Friday Five: Looking for Love and Hope In “Arrival,” Eleanor Friedberger and Andrea Marr

I don’t know if it’s a post-election hangover, the shorter darker days, the creep of holiday obligations or just hormones/brain chemistry/etc. But I’ve been feeling much more down and brain-foggy and sodden with sorrow this past week. I try not to burden this space with too much struggle — but instead create something bright with pleasure and fun here. But I also believe in honesty and sincerity, and I don’t want to sugarcoat anything. These following, though, are helping me find some consolation and faith and hope.

+ Arrival. My favorite movie this year, Arrival is moving, beautiful, intimate and yet epic all at once. This movie (directed by Denis Villeneuve and starring Amy Adams) is based on an amazing novella by Ted Chiang about a linguist who gets called in to translate when a fleet of alien ships arrive. Watching this movie made me feel still, serene and full of wonderment — in confrontation with the big questions of existence, but in a calm, expansive way. Strangely, this film is the first time that’s captured — for me, at least — what it feels like to be a parent loving a child — in a profound way. How loving your child is something that changes how you experience time and how you assign meaning to pain, strife and struggle. (And Amy Adams deserves an Oscar for such a beautifully subtle performance, both open and grieving.) I loved it; I absolutely wanted to weep with a strange mix of sorrow and happiness at the end of it. It’s getting great reviews all around, so please, go see it — it is worth your time and money.

+ Krista Tippett’s podcast On Being is something I enjoy, though in the past few months I’ve felt some fatigue with it. (Committing to an hour-long podcast seems like a lot sometimes!) But listening to her podcast with Vincent Harding on “Is America Possible?” is giving me some hope and consolation. He talks in part how a political movement also needs emotional and spiritual sustenance in order to be truly durable and viable. It’s worth your time and patience.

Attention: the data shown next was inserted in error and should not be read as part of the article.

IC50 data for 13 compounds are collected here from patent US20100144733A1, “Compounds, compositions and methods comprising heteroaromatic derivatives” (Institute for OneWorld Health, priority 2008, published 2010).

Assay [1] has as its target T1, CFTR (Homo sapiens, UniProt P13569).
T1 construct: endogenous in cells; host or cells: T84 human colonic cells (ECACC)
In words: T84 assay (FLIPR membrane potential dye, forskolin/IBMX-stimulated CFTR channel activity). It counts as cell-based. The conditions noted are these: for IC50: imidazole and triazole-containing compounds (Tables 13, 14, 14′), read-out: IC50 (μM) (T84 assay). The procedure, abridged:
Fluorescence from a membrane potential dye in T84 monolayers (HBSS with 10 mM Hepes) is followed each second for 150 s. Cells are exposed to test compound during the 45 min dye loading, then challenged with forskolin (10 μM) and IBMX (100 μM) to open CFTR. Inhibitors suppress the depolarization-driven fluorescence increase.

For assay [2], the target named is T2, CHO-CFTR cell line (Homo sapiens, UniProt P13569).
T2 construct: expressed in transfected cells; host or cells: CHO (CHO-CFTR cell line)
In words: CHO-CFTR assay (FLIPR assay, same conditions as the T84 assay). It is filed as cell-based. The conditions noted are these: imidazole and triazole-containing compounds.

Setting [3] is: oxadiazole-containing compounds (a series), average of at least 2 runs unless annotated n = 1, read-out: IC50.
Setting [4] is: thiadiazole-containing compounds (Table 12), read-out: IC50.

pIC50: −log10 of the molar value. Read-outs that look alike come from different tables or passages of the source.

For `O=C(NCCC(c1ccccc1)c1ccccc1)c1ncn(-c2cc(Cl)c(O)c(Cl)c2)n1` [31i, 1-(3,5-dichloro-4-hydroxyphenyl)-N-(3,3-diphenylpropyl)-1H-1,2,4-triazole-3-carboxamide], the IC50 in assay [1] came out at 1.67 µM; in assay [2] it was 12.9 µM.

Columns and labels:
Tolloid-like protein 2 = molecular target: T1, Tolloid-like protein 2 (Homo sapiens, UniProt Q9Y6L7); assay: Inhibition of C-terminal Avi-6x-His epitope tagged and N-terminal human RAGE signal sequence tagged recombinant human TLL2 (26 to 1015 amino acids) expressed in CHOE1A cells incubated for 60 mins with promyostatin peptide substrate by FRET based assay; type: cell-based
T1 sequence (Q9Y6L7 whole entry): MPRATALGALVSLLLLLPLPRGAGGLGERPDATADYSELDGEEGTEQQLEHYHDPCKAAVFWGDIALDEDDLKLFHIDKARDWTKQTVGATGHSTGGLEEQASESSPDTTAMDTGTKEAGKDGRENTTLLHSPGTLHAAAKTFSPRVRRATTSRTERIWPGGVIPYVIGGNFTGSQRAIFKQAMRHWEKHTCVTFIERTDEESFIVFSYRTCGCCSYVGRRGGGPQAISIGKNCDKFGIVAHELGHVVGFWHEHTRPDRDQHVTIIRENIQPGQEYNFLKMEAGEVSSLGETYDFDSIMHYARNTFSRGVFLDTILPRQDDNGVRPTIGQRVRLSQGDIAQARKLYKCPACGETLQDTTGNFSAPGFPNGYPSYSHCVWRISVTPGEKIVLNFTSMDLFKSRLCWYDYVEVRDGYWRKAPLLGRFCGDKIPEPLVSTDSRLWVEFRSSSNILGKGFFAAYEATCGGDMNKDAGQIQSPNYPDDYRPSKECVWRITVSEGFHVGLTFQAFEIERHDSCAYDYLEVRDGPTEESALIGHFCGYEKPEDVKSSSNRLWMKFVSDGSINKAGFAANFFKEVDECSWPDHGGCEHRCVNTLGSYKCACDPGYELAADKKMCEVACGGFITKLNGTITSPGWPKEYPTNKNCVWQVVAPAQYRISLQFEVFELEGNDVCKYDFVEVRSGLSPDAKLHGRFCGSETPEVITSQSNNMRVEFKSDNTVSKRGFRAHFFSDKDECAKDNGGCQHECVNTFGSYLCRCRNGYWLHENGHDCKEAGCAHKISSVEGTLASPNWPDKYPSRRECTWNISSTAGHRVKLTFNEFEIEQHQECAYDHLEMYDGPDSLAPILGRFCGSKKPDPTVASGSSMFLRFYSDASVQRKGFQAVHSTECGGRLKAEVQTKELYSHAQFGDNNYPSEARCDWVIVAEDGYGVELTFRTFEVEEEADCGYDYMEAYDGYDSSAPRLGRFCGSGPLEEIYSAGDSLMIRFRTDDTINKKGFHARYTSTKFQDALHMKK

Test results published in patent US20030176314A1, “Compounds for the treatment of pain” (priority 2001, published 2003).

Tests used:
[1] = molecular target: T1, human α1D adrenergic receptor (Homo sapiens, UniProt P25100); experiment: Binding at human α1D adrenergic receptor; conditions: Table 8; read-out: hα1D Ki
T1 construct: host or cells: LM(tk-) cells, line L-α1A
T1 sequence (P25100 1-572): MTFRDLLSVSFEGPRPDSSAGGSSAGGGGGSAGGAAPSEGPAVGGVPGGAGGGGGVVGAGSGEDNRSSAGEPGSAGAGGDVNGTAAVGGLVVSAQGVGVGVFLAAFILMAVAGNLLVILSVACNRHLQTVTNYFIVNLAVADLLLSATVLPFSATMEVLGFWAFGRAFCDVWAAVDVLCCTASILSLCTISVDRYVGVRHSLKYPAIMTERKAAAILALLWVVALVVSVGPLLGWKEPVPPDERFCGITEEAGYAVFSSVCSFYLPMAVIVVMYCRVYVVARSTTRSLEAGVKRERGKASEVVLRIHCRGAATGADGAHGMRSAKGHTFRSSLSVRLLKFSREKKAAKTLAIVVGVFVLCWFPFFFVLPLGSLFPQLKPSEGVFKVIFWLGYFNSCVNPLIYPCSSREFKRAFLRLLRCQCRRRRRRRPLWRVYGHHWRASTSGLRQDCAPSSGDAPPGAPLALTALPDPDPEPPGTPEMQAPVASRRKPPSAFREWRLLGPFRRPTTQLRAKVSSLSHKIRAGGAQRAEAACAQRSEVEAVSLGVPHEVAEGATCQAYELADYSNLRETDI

+ Re-reading Blake Nelson’s “Andrea Marr” novels. I’ve been reading a lot of non-fiction lately, but feeling a little burned out, I decided to dip into some of my favorite YA novels. Ladies of a certain alt-indie persuasion know Andrea Marr as a kind of cult icon of girl culture. I haven’t read these in a few years, but reading them as a mama now, I find myself still reflected in her story: her drive for experience, her celebration of the wild and untameable and weird, her ability to observe. I haven’t read the 3rd e-book of this “trilogy” but I plan to next week!

+ I’ve been looking for music that feels organic, loose and yet not fake-uplifting. Just something well-worn, honest and authentic — like the blue jeans of records! Anyway, I’ve been listening to Eleanor Friedberger’s New View, which came out in January. It feels a bit like if Neil Young were a clever, no fuss, self-sufficient woman making music, and it hits the spot during these darkish, uncertain days. This is my favorite track from New View:

+ And finally, I’ve been finding a puckish sense of rebellion and spark in Halsey’s electropop anthem celebrating gay marriage and legal weed from last year:

Because I will always want renegade hedonistic rebels to win, no matter how much of a mama I am!

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